So, now I have a sweet, gentle dog who is afraid of everything. I decided it was Reba’s time. So, I cleaned out my little RV, which also hadn’t been used for much more than storage for the last two years. I made sure everything — at least everything important — was working. I filled the propane tank, filled the gas tank, filled the fridge and freezer, and decided to take a little three-day excursion close to home.

We went to the Delaware Seashore State Park. Being I am a very inexperienced camper myself, I wanted to be close to home in case something happened and I needed help. So I made reservations, and we went for Monday 1 p.m. check-in and Thursday noon checkout.

I had hoped to just hang out with Reba, read books, do a little writing and maybe a little fishing. I had even driven my car down there previously to make sure I knew what I was doing and where I would be parking and everything.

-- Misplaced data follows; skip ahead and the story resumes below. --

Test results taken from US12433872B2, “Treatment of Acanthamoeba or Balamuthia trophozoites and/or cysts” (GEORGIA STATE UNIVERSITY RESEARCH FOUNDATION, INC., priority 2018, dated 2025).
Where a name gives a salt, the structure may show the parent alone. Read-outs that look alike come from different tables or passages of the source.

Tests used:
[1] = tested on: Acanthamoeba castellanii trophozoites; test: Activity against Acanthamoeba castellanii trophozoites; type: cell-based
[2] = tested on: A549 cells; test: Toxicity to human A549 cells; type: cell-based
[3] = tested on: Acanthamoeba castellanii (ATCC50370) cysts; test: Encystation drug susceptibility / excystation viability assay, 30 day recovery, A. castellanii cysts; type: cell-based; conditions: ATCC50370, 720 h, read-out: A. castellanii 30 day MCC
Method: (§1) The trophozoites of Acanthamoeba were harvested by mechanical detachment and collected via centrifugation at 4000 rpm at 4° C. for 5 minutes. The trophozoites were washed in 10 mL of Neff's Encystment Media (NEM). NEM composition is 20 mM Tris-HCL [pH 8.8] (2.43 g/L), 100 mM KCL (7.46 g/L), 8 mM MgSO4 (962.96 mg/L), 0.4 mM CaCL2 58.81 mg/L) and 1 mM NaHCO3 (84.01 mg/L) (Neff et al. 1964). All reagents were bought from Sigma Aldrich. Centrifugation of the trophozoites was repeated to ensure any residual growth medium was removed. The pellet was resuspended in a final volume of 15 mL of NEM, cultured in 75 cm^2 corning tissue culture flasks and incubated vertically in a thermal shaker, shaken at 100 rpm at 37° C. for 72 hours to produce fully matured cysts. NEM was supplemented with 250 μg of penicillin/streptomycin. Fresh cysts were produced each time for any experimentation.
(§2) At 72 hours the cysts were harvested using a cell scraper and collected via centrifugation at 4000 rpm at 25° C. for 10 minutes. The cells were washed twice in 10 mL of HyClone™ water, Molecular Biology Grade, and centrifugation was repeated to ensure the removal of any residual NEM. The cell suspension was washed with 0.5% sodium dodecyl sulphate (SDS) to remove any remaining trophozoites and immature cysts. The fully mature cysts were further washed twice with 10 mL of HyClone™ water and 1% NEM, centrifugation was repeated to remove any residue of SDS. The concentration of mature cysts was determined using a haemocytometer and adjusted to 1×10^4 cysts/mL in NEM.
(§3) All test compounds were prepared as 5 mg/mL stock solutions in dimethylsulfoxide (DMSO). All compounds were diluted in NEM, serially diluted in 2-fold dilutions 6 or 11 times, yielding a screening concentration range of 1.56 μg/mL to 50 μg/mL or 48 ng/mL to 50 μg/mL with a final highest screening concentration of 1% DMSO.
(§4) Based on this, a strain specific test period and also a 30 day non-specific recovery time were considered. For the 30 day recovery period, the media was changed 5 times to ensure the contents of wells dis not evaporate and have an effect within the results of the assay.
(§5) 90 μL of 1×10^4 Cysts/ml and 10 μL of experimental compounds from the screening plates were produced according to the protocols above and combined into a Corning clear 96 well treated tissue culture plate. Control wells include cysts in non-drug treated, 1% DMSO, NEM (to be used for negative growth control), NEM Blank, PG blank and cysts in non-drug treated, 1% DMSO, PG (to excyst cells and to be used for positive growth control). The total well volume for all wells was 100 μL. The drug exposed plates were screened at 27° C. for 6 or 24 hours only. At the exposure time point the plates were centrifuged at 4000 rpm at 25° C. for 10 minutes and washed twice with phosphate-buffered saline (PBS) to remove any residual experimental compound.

So, Monday, I double-check that we have everything, I loaded a big crate in the RV to take with us and a smaller one for her to ride in on the way there. There’s not enough room for her regular 48-inch crate inside the RV, so I had a smaller one for her to ride in.

We head down there to the park. I got there, I found my camping spot and pulled in. (I made sure to reserve a pull-through spot — no backing up for me if I can avoid it.) I plugged in my electric and turned the fridge on. Then I got Reba out to take a little walk, hopefully, to do her business.

She was curious about stuff, but she was a frightened little girl. Her tail was tucked so high and tight under her butt a flea couldn’t have squeezed through. However, she was curious. She was looking everywhere, she was sniffing the air. Every noise startled her, though. She would jump a little at every little thing, but she never hesitated to walk with me.